Why are so many of us so accommodating, nice, and conflict-averse in daily life? Often what belies niceness in the face of hostility is fear – fear of conflict. Permitting others to be offensive or aggressive, however, gives the message that they are entitled to treat us this way. If someone is rude to you, you should not feel obligated to put up with it.
We need to learn when to speak up and when to stay silent. We should speak up if our silence could be damaging – emotionally or physically – to ourselves or to other people.
Trusting Your Gut
When faced with a threat of aggression or violence, we have an early warning system – our intuition. Instinct is innate. It is instinctive in us to recognise when to run from a perceived danger. This is known as the ‘fight or flight’ response. Unfortunately, such gut feelings can also be silenced and suppressed. A childhood experience of abusive or neglectful people can make it difficult to separate traumatic past experiences from gut intuition or instinct. And strong emotions, particularly negative ones, can cloud our intuition.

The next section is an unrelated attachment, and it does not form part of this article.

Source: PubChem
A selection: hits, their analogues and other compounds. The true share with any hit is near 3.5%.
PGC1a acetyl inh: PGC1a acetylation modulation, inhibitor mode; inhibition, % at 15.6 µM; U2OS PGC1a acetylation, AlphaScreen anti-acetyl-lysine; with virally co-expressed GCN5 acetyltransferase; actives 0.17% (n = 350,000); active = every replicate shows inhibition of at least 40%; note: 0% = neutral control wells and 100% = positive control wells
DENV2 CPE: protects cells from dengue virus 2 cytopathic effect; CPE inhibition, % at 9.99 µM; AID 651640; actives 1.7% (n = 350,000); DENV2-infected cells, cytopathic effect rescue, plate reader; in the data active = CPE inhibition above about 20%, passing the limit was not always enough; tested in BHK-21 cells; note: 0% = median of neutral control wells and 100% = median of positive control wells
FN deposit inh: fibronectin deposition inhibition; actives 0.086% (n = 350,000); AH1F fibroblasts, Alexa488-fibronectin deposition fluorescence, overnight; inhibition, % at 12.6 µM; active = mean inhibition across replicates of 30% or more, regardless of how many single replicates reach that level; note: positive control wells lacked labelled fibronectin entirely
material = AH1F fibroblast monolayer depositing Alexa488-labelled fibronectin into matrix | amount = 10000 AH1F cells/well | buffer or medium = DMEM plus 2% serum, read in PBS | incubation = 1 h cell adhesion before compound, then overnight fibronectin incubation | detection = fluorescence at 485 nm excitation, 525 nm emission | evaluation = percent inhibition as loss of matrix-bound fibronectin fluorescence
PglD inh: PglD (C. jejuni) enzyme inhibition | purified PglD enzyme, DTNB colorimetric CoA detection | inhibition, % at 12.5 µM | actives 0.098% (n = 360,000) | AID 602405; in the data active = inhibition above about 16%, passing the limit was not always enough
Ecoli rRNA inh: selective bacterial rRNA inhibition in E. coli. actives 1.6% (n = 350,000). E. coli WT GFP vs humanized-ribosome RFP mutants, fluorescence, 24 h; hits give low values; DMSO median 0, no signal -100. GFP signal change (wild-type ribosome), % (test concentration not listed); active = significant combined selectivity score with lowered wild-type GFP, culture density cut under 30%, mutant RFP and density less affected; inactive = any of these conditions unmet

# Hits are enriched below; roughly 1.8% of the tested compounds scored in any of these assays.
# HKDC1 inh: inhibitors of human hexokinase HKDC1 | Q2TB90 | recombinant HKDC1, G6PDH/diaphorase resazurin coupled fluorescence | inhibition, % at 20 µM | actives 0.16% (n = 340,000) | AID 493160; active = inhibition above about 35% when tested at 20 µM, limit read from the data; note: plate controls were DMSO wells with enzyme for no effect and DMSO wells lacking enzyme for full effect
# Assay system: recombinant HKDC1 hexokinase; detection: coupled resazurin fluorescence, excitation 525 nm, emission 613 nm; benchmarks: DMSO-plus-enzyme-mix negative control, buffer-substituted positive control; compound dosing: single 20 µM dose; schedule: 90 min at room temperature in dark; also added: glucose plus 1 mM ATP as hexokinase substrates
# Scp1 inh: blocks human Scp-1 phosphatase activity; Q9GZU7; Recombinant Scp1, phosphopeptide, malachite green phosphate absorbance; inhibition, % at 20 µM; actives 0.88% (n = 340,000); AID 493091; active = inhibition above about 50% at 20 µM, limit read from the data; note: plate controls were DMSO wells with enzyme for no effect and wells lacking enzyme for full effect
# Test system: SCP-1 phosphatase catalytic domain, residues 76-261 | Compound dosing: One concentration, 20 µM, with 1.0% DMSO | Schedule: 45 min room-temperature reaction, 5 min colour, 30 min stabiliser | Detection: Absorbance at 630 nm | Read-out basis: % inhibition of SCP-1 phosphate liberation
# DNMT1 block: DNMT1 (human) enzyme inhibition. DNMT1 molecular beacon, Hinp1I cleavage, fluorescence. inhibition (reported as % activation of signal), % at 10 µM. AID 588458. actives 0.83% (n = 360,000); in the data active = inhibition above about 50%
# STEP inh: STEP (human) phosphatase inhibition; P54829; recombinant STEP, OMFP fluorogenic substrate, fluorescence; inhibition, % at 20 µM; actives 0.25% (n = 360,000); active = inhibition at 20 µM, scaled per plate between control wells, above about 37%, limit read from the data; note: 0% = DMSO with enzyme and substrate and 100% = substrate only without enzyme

Initiating and upholding personal boundaries provides a way to show hostile people that we won’t tolerate their antics. If we habitually let people stand close and get personal or direct offensive comments at us or we put up with physical abuse, all this says to the aggressor is, ‘I will let you hurt me because I need to avoid conflict’. It won’t stop that person behaving aggressively. This is even more likely to happen if the aggressor lacks self-awareness or a conscience. It makes it important that you impose boundaries of communication and some safe distance between the aggressor and you.
Dealing With Hostility
Maintaining a respectful line of communication enables you to assert yourself, while amplifying the other person’s unreasonableness and hostility. Below is an approach you could consider taking, with some example responses.
What is going on?
Once you have paused for thought and listened to the other person’s rant, you may want to assert a boundary and ask what is going on to cause the evolving situation.
Identify the problem
This gives the person who is hostile or angry a chance to explain their view while giving you the chance to take stock of the situation.
Show that you are willing to see this from the other person’s perspective. Without accepting blame, see if they will attempt to resolve the issue.
Amplify the other person’s unreasonableness
Reflect their unreasonableness and lack of willingness to resolve the problem. This can help in situations where there is an audience or bystanders, where you need help and witnesses.
Lay down the boundary
At some point, we have to stand up to aggressors to leave them in no doubt that their behaviour is unacceptable.
Finding peace among yourself could be the best thing you have ever done.